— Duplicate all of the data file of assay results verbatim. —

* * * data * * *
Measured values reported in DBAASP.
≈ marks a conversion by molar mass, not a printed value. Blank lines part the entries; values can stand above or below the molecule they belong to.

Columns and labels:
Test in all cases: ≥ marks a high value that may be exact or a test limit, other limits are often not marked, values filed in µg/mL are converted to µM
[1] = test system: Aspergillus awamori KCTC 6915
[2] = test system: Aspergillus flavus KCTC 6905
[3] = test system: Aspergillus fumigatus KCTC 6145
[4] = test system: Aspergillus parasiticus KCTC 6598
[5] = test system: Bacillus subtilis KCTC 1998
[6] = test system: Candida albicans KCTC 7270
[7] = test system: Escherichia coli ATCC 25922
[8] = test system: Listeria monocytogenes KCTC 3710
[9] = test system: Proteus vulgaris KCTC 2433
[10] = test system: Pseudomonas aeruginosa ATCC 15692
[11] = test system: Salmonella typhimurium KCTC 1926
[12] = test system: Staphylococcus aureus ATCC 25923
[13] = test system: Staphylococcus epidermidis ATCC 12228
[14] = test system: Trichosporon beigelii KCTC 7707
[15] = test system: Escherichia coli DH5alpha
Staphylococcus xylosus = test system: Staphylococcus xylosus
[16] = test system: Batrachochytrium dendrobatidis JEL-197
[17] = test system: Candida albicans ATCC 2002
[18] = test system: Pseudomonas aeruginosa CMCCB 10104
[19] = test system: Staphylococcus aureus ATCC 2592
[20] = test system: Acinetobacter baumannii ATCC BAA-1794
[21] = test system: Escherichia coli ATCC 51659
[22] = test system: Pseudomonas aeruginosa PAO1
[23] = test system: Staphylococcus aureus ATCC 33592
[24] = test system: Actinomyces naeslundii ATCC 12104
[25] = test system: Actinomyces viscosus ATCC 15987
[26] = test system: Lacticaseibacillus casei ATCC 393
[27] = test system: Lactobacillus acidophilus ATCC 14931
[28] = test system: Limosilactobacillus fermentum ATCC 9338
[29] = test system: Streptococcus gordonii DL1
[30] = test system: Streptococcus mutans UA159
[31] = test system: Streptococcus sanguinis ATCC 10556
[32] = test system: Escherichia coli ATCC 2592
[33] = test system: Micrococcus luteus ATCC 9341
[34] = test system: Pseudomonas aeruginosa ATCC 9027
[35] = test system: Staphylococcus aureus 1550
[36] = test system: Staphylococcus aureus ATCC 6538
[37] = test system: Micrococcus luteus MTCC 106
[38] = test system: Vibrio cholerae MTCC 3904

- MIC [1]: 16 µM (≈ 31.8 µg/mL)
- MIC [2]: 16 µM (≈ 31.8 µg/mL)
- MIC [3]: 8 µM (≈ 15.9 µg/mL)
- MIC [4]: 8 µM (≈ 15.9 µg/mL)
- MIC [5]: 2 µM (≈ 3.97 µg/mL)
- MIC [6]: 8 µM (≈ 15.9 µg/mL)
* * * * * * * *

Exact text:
Measured values reported in DBAASP.
≈ marks a conversion by molar mass, not a printed value. Blank lines part the entries; values can stand above or below the molecule they belong to.

Columns and labels:
Test in all cases: ≥ marks a high value that may be exact or a test limit, other limits are often not marked, values filed in µg/mL are converted to µM
[1] = test system: Aspergillus awamori KCTC 6915
[2] = test system: Aspergillus flavus KCTC 6905
[3] = test system: Aspergillus fumigatus KCTC 6145
[4] = test system: Aspergillus parasiticus KCTC 6598
[5] = test system: Bacillus subtilis KCTC 1998
[6] = test system: Candida albicans KCTC 7270
[7] = test system: Escherichia coli ATCC 25922
[8] = test system: Listeria monocytogenes KCTC 3710
[9] = test system: Proteus vulgaris KCTC 2433
[10] = test system: Pseudomonas aeruginosa ATCC 15692
[11] = test system: Salmonella typhimurium KCTC 1926
[12] = test system: Staphylococcus aureus ATCC 25923
[13] = test system: Staphylococcus epidermidis ATCC 12228
[14] = test system: Trichosporon beigelii KCTC 7707
[15] = test system: Escherichia coli DH5alpha
Staphylococcus xylosus = test system: Staphylococcus xylosus
[16] = test system: Batrachochytrium dendrobatidis JEL-197
[17] = test system: Candida albicans ATCC 2002
[18] = test system: Pseudomonas aeruginosa CMCCB 10104
[19] = test system: Staphylococcus aureus ATCC 2592
[20] = test system: Acinetobacter baumannii ATCC BAA-1794
[21] = test system: Escherichia coli ATCC 51659
[22] = test system: Pseudomonas aeruginosa PAO1
[23] = test system: Staphylococcus aureus ATCC 33592
[24] = test system: Actinomyces naeslundii ATCC 12104
[25] = test system: Actinomyces viscosus ATCC 15987
[26] = test system: Lacticaseibacillus casei ATCC 393
[27] = test system: Lactobacillus acidophilus ATCC 14931
[28] = test system: Limosilactobacillus fermentum ATCC 9338
[29] = test system: Streptococcus gordonii DL1
[30] = test system: Streptococcus mutans UA159
[31] = test system: Streptococcus sanguinis ATCC 10556
[32] = test system: Escherichia coli ATCC 2592
[33] = test system: Micrococcus luteus ATCC 9341
[34] = test system: Pseudomonas aeruginosa ATCC 9027
[35] = test system: Staphylococcus aureus 1550
[36] = test system: Staphylococcus aureus ATCC 6538
[37] = test system: Micrococcus luteus MTCC 106
[38] = test system: Vibrio cholerae MTCC 3904

- MIC [1]: 16 µM (≈ 31.8 µg/mL)
- MIC [2]: 16 µM (≈ 31.8 µg/mL)
- MIC [3]: 8 µM (≈ 15.9 µg/mL)
- MIC [4]: 8 µM (≈ 15.9 µg/mL)
- MIC [5]: 2 µM (≈ 3.97 µg/mL)
- MIC [6]: 8 µM (≈ 15.9 µg/mL)